Prostate-specific antigen velocity based risk-adapted discontinuation of prostate cancer screening in elderly men
Article first published online: 2 NOV 2010
© 2010 THE AUTHORS. BJU INTERNATIONAL © 2010 BJU INTERNATIONAL
Volume 108, Issue 1, pages 44–48, July 2011
How to Cite
Tang, P., Sun, L., Uhlman, M. A., Robertson, C. N., Polascik, T. J. and Moul, J. W. (2011), Prostate-specific antigen velocity based risk-adapted discontinuation of prostate cancer screening in elderly men. BJU International, 108: 44–48. doi: 10.1111/j.1464-410X.2010.09812.x
- Issue published online: 16 JUN 2011
- Article first published online: 2 NOV 2010
- Accepted for publication 2 July 2010
- prostate cancer;
- prostate-specific antigen velocity;
Study Type – Prognostic (cohort) Level of Evidence 2b
What’s known on the subject? and What does the study add?
Currently, the U.S. Preventive Services Task Force (USPSTF) recommends against PSA screening for prostate cancer in men aged ≥75 years as it concluded that “the harm of screening for prostate cancer in men age ≥75 years may outweigh the potential benefits”. Our findings suggest that elderly men with a PSA velocity of ≥0.45 ng/ml/year have higher risk of death from prostate cancer. Continuing PSA testing may be beneficial for these men.
• To evaluate weather prostate-specific antigen (PSA) velocity could be used to stratify patients at risk of death from prostate cancer (PCa) and be useful in aiding decision making regarding PSA screening in elderly men, as previous studies have shown that PSA velocity can predict PCa risk.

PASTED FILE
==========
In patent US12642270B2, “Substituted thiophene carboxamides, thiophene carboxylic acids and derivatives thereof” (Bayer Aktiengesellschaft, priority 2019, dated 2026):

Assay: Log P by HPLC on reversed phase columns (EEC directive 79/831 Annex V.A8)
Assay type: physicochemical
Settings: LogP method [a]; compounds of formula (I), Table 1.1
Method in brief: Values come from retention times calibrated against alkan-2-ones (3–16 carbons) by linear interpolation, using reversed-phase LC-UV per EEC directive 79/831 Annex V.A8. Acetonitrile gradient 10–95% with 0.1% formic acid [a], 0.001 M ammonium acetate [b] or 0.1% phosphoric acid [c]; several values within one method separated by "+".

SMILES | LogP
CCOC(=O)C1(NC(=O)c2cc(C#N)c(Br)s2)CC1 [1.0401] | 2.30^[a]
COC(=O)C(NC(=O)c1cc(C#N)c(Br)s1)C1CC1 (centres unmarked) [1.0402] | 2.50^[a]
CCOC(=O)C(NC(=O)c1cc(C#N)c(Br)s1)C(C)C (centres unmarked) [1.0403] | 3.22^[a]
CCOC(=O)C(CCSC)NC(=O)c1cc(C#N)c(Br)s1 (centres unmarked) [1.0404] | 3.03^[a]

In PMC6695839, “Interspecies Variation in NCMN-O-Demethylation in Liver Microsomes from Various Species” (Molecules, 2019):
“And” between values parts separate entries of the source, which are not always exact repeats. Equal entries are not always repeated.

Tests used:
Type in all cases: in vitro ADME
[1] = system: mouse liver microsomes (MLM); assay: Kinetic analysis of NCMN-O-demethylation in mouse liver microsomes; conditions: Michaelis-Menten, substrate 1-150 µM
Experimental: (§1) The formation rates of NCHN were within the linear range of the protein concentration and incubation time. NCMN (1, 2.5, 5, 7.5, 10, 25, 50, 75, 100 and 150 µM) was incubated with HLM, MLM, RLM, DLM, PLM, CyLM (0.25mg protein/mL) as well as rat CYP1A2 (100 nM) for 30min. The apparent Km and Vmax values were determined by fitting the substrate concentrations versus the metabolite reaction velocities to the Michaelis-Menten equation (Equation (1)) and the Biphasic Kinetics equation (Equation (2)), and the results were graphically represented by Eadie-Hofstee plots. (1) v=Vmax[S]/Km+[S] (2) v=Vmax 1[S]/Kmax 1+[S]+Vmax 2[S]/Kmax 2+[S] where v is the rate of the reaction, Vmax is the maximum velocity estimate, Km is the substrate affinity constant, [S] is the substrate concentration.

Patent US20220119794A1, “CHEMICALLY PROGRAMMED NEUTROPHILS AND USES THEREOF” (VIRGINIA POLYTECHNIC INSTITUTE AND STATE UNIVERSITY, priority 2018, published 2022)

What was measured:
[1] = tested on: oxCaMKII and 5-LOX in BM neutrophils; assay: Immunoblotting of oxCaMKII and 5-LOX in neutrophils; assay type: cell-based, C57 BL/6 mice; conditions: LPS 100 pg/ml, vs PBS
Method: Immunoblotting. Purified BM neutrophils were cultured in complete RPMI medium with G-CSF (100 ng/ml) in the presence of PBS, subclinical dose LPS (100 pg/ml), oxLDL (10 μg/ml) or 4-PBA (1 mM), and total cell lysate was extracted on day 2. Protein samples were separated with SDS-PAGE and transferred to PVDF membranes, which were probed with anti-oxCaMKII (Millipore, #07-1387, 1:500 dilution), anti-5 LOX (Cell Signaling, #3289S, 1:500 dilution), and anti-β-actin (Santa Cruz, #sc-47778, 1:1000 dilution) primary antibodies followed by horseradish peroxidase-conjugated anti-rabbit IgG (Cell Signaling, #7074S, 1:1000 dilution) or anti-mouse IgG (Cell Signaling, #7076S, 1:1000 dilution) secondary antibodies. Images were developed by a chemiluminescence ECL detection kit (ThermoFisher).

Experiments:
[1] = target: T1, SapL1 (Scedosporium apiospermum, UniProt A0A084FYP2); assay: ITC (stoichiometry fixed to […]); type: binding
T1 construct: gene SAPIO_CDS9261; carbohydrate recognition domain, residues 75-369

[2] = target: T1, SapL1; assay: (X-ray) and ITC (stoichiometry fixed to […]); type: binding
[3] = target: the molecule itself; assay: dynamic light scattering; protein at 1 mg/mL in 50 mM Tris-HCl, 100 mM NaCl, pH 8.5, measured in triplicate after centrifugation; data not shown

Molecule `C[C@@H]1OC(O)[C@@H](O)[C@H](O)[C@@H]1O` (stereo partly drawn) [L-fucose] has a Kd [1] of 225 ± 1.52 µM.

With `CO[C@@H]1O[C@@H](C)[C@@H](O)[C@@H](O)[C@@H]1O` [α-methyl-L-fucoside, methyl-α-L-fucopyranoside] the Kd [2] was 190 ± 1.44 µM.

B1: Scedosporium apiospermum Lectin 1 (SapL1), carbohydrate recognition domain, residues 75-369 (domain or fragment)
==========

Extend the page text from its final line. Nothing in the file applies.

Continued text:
PATIENTS AND METHODS
• The cohort included 3,525 patients aged ≥ 75 years with two or more PSA tests before a diagnosis of PCa. Cox proportional hazard model was used to evaluate which variables at time of last PSA measurement were associated with death from PCa.
• The rates of death from PCa after diagnosis in different PSA velocity groups were calculated. Kaplan-Meier and log rank test were used to assess the significant difference in death from PCa after diagnosis, stratified by PSA velocity cutoff.
• On multivariate analysis, men with a PSA velocity of PSA velocity ≥0.45 ng/mL/year had a 4.8-fold higher risk of death from PCa as compared to men with a PSA velocity of <0.45 ng/mL/year (p value = 0.013). After a median 6.5 (up to 16.9) years of follow-up from diagnosis, 1.4% of the men with a PSA velocity <0.45 ng/mL/year had died of PCa as compared to 8.7% of those with a PSA velocity ≥0.45 ng/mL/year.
• The cumulative rate of death from PCa after diagnosis, stratified by a PSA velocity of 0.45 ng/mL/year, was statistically different (log rank test, P < 0.001).
• Men age ≥ 75 years old with a PSA velocity of <0.45 ng/mL/year are unlikely to die of PCa. It may be safe to discontinue PSA screening in these men.